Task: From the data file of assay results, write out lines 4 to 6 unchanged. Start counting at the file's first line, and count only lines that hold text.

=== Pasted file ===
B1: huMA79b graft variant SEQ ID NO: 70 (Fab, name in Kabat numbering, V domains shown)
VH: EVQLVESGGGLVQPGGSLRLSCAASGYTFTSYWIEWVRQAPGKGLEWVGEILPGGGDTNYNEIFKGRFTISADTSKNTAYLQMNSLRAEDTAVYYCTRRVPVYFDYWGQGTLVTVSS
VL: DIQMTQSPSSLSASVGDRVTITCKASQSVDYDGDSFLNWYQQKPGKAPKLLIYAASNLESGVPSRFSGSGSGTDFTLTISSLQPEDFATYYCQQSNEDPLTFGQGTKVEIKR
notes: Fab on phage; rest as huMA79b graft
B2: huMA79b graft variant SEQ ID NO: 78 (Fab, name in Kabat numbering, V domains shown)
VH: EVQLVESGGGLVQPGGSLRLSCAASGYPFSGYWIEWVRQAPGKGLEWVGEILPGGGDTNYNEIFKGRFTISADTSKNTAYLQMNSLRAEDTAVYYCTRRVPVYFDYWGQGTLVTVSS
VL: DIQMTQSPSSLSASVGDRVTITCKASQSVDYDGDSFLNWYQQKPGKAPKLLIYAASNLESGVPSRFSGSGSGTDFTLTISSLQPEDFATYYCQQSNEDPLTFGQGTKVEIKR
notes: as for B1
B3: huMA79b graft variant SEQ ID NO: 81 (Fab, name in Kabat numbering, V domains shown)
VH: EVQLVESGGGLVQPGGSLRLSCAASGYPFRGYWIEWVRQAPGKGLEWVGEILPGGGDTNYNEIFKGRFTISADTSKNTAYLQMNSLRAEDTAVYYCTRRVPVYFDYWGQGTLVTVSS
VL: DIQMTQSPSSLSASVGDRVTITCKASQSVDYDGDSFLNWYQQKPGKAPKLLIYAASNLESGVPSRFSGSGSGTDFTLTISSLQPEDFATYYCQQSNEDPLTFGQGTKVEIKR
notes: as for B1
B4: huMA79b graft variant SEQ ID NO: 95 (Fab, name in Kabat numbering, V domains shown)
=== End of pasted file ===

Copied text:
notes: Fab on phage; rest as huMA79b graft
B2: huMA79b graft variant SEQ ID NO: 78 (Fab, name in Kabat numbering, V domains shown)
VH: EVQLVESGGGLVQPGGSLRLSCAASGYPFSGYWIEWVRQAPGKGLEWVGEILPGGGDTNYNEIFKGRFTISADTSKNTAYLQMNSLRAEDTAVYYCTRRVPVYFDYWGQGTLVTVSS